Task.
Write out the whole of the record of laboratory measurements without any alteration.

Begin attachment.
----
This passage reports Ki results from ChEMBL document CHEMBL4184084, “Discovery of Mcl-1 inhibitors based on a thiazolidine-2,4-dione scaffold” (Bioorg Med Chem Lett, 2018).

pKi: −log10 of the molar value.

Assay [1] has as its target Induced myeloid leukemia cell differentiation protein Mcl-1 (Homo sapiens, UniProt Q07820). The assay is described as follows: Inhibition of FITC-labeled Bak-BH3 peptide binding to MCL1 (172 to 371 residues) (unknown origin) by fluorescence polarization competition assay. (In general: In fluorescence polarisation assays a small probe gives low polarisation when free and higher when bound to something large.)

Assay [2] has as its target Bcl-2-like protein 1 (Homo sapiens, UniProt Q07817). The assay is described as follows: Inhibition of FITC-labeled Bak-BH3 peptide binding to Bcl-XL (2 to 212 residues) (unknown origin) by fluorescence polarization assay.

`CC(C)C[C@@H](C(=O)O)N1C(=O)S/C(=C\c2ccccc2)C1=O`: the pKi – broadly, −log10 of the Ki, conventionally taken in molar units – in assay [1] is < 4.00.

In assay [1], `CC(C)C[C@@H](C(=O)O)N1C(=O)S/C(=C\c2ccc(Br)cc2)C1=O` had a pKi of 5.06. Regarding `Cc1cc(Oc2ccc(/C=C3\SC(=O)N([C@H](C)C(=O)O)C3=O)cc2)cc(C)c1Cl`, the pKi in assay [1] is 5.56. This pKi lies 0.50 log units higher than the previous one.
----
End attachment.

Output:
This passage reports Ki results from ChEMBL document CHEMBL4184084, “Discovery of Mcl-1 inhibitors based on a thiazolidine-2,4-dione scaffold” (Bioorg Med Chem Lett, 2018).

pKi: −log10 of the molar value.

Assay [1] has as its target Induced myeloid leukemia cell differentiation protein Mcl-1 (Homo sapiens, UniProt Q07820). The assay is described as follows: Inhibition of FITC-labeled Bak-BH3 peptide binding to MCL1 (172 to 371 residues) (unknown origin) by fluorescence polarization competition assay. (In general: In fluorescence polarisation assays a small probe gives low polarisation when free and higher when bound to something large.)

Assay [2] has as its target Bcl-2-like protein 1 (Homo sapiens, UniProt Q07817). The assay is described as follows: Inhibition of FITC-labeled Bak-BH3 peptide binding to Bcl-XL (2 to 212 residues) (unknown origin) by fluorescence polarization assay.

`CC(C)C[C@@H](C(=O)O)N1C(=O)S/C(=C\c2ccccc2)C1=O`: the pKi – broadly, −log10 of the Ki, conventionally taken in molar units – in assay [1] is < 4.00.

In assay [1], `CC(C)C[C@@H](C(=O)O)N1C(=O)S/C(=C\c2ccc(Br)cc2)C1=O` had a pKi of 5.06. Regarding `Cc1cc(Oc2ccc(/C=C3\SC(=O)N([C@H](C)C(=O)O)C3=O)cc2)cc(C)c1Cl`, the pKi in assay [1] is 5.56. This pKi lies 0.50 log units higher than the previous one.